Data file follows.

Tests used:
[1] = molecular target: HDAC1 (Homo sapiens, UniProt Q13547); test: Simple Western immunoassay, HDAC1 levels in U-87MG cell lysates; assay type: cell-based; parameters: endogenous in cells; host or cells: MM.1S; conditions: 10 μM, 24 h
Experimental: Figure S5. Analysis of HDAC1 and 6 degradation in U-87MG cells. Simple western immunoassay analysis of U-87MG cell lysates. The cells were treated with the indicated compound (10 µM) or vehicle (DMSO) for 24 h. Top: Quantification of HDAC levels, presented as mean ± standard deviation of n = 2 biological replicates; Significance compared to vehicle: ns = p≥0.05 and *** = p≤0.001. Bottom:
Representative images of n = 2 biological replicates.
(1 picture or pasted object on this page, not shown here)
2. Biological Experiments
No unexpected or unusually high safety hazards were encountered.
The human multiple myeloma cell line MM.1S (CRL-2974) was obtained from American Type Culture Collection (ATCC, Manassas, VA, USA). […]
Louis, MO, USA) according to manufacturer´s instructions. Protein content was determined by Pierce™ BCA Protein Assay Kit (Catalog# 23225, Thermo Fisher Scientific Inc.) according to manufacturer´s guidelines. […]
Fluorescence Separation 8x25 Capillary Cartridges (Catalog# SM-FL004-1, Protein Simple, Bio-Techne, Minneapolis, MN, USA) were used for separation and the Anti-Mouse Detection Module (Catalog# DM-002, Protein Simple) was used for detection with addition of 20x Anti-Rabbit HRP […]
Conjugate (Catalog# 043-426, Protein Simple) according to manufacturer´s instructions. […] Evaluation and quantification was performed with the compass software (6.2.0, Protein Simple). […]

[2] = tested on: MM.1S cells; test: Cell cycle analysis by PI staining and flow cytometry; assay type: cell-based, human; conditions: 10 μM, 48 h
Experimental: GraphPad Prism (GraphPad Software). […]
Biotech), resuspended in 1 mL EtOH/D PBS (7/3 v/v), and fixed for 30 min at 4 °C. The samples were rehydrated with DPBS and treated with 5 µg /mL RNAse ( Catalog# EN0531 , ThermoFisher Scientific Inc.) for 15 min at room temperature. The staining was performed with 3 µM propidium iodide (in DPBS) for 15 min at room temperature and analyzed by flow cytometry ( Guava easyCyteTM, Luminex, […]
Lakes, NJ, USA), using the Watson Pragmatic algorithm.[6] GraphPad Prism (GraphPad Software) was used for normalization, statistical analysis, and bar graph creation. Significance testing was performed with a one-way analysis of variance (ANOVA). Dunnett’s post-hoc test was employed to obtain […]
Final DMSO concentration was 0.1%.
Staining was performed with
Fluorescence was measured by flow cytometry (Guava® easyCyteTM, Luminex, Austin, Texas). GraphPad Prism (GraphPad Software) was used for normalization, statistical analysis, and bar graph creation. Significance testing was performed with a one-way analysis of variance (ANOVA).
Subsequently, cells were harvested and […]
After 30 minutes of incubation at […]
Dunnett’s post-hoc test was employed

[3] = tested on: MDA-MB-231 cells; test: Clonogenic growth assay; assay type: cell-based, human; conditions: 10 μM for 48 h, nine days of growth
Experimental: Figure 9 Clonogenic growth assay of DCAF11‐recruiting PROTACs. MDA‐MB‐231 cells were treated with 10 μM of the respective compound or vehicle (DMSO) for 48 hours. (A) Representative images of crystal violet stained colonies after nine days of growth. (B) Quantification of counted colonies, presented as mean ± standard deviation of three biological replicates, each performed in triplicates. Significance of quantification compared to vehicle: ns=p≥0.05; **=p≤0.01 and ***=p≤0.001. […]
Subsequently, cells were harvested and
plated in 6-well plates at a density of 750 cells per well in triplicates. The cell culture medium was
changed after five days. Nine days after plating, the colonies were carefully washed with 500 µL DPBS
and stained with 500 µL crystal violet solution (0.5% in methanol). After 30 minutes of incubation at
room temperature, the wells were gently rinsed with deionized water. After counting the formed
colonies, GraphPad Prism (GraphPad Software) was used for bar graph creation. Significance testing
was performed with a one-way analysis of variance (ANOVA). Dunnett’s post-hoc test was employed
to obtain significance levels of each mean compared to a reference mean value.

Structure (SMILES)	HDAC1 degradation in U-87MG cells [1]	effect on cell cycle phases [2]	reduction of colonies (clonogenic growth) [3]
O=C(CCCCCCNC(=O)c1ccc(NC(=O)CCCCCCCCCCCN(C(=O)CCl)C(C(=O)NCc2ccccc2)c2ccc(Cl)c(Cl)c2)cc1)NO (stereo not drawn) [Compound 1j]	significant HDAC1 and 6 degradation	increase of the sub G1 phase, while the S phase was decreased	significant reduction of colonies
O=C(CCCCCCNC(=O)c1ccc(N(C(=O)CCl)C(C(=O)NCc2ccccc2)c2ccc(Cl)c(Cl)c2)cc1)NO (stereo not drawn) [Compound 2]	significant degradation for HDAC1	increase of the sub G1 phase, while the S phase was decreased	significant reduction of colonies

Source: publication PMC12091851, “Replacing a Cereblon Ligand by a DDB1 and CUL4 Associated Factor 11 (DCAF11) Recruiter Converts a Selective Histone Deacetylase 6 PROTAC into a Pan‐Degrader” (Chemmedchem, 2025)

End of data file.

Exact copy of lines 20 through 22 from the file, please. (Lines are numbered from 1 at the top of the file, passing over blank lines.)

After 30 minutes of incubation at […]
Dunnett’s post-hoc test was employed

[3] = tested on: MDA-MB-231 cells; test: Clonogenic growth assay; assay type: cell-based, human; conditions: 10 μM for 48 h, nine days of growth